Coronary Artery Disease
What is Coronary Artery Disease?
The heart is a powerful muscle that acts as a pump to push blood out into the arteries which then flow to every organ and cell in the body. Blood is the body's way of transporting oxygen to all living tissue within the body. Without this necessary oxygen cells begin to die. This amazing organ pumps 11 500 litres of blood around the body every day!
Although the heart is responsible for pumping the oxygen rich blood to the rest of the body, it also needs its own supply of oxygen filled blood to survive. The heart receives its blood supply via a special network of vessels called the coronary arteries. These arteries form a network that wrap around the heart with the smaller branches of the arteries delving deep into the muscle to feed it oxygen rich blood and also carry away oxygen depleted blood.
Coronary artery disease is the narrowing or blockage of these coronary arteries, usually caused by atherosclerosis. Atherosclerosis (sometimes called "hardening" or "clogging" of the arteries) is the buildup of cholesterol and fatty deposits (called plaques) on the inner walls of the arteries. (Just like a garden hose that gets clogged and narrows the inside diameter decreasing the flow of water through the hose.) These plaques can restrict blood flow to the heart muscle by physically clogging the artery or by causing abnormal artery tone and function (hardening of the arteries).
Without an adequate blood supply, the heart becomes starved of oxygen and the vital nutrients it needs to work properly. This can cause chest pain, called angina. If the blood supply to a portion of the heart muscle is cut off entirely, or if the energy demands of the heart become much greater than its blood supply, a heart attack (injury to the heart muscle) may occur.
What is ischaemia?
Ischaemia is a condition described as "cramping of the heart muscle." Ischaemia occurs when the narrowed coronary artery reaches a point where it cannot supply enough oxygen-rich blood to meet the heart's needs. The heart muscle becomes "starved" for oxygen-rich blood to meet the heart's needs. The heart muscle becomes "starved" for oxygen.
Ischaemia of the heart can be compared to a cramp in the leg. When someone exercises for a very long time, the muscles in the legs cramp up because they're starved for oxygen and nutrients. Your heart, also a muscle, needs oxygen and nutrients to keep working. If the heart muscle's blood supply is inadequate to meet its needs, ischaemia occurs, and you may feel chest pain or other symptoms.
Ischaemia is most likely to occur when the heart demands extra oxygen. This is most common during exertion (activity), eating, excitement or stress, or exposure to cold.
When ischaemia is relieved in less than 10 minutes with rest or medications, you may be told you have "stable coronary artery disease" or "stable angina." Coronary artery disease can progress to a point where ischaemia occurs even at rest.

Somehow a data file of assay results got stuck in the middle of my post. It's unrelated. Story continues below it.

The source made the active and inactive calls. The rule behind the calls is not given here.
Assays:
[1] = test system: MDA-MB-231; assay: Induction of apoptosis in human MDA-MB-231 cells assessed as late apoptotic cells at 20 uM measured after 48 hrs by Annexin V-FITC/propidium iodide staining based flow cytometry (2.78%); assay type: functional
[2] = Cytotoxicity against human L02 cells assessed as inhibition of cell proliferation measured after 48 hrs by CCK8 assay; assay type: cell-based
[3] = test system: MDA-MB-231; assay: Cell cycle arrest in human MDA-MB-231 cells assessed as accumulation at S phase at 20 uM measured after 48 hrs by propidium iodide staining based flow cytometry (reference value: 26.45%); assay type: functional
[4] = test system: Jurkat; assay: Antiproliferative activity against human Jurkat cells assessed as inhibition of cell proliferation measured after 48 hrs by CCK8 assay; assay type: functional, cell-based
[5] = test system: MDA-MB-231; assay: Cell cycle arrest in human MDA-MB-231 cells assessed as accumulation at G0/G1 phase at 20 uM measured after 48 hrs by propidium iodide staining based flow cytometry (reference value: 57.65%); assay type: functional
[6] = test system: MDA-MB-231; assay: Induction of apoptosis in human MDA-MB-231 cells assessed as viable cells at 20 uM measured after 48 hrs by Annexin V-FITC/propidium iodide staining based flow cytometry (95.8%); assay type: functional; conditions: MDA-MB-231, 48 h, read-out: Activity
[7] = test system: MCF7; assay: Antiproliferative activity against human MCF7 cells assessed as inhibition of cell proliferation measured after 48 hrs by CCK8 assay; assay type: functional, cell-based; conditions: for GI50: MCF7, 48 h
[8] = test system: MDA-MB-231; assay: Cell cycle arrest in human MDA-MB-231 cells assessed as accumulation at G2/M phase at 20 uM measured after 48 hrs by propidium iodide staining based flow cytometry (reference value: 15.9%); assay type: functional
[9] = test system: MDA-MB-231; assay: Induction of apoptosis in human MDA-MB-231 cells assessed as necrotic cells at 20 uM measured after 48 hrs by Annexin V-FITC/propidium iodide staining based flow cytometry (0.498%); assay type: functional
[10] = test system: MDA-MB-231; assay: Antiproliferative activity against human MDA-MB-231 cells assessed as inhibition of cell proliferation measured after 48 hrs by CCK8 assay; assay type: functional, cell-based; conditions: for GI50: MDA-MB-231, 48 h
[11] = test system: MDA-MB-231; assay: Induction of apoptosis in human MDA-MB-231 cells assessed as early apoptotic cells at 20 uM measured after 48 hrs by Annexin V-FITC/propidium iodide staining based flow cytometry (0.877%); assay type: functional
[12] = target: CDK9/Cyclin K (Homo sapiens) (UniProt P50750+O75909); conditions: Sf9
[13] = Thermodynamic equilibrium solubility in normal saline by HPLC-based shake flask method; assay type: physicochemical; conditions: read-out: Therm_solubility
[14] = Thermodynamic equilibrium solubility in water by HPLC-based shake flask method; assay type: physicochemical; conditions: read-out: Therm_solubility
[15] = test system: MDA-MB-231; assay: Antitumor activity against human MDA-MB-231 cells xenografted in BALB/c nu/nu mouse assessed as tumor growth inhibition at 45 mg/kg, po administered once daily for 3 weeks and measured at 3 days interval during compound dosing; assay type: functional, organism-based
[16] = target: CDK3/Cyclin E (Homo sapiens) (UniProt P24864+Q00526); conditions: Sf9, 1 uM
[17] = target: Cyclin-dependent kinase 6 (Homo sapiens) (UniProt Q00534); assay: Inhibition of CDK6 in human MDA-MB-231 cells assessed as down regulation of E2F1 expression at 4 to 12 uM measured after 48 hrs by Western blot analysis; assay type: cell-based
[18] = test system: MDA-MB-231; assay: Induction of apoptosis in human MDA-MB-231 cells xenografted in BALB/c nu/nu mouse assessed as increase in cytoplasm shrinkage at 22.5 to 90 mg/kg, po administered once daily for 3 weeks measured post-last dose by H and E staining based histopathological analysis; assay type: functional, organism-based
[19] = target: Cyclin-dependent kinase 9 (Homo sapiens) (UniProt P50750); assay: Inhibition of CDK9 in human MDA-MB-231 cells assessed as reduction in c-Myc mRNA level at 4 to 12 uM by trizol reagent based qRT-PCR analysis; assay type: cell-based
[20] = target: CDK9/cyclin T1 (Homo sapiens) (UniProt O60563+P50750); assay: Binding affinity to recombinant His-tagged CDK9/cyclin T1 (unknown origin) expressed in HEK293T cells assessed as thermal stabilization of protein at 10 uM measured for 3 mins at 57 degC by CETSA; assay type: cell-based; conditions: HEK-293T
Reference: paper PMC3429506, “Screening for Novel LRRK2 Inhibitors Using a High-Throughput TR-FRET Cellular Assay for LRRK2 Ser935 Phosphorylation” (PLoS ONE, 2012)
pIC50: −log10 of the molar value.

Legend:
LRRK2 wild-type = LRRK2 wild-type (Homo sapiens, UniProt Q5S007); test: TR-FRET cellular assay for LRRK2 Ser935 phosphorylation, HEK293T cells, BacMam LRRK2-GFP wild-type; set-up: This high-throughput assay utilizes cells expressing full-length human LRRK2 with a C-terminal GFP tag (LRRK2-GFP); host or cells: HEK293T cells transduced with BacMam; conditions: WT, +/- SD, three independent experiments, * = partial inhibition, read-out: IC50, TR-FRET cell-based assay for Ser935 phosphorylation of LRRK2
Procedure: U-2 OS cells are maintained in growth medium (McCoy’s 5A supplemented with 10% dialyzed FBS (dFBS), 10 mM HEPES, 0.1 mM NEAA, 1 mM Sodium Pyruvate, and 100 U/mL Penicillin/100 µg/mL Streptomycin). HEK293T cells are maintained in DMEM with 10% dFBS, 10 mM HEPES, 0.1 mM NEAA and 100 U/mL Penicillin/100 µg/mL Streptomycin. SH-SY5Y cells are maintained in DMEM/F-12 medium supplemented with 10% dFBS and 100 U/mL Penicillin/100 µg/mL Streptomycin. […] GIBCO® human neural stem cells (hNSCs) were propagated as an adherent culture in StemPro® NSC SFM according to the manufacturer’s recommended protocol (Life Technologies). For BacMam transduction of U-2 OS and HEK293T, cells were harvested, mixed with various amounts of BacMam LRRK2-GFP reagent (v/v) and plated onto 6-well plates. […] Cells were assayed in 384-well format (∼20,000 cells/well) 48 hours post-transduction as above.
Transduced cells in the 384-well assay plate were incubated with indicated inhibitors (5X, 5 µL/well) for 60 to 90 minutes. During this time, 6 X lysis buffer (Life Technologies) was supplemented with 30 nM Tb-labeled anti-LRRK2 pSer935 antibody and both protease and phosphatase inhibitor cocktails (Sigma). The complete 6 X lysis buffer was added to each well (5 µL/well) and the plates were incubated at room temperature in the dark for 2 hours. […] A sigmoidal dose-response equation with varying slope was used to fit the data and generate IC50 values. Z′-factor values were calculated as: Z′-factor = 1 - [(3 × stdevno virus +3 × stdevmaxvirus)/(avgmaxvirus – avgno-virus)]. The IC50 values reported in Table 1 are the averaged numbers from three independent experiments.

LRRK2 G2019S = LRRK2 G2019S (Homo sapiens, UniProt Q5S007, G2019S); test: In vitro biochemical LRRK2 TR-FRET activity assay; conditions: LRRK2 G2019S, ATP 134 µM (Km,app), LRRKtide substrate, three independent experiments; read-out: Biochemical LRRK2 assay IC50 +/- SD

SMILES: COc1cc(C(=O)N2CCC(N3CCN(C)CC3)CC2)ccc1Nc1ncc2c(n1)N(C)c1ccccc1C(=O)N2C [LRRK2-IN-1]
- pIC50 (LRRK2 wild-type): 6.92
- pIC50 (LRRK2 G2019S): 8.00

Ischaemia and even a heart attack can occur without any warning signs and is called "silent" ischemia. Silent ischaemia can occur among all people with heart disease, though it is more common among people with diabetes.
What are the risk factors for coronary artery disease?
Non-modifiable risk factors (those that cannot be changed) include:
Male gender. Men have a greater risk of heart attack than women do, and men have heart attacks earlier in life than women. However, beginning at age 70, the risk is equal for men and women.
Advanced age. Coronary artery disease is more likely to occur as you get older, especially after Age 65.
Family history of heart disease. You have an increased risk of developing heart disease if you have a parent with a history of heart disease, especially if they were diagnosed before Age 50. Ask your doctor when it's appropriate for you to start screenings for heart disease so it can be detected and treated early.
Modifiable risk factors (those you can treat or control) include:
Cigarette smoking and exposure to tobacco smoke
High blood cholesterol and high triglycerides – especially high LDL ("bad") cholesterol over 100 mg/dL and low HDL ("good") cholesterol under 40 mg/dL. Some patients who have existing heart or blood vessel disease, and other patients who have a very high risk, should aim for an LDL level less than 70 mg/dL. Your doctor can provide specific guidelines.
High blood pressure (140/90 mmHg or higher)
Uncontrolled diabetes (HbA1c >7.0)
Being overweight (body mass index [BMI] 25–29 kg/m2) or being obese (BMI higher than 30 kg/m. NOTE: How your weight is distributed is important. Your waist measurement is one way to determine fat distribution. Your waist circumference is the measurement of your waist, just above your navel. The risk of cardiovascular disease increases with a waist measurement of over 88.9 cm (35 inches) in women and over 101.6 cm (40 inches) in men.
The more risk factors you have, the greater your risk of developing coronary artery disease.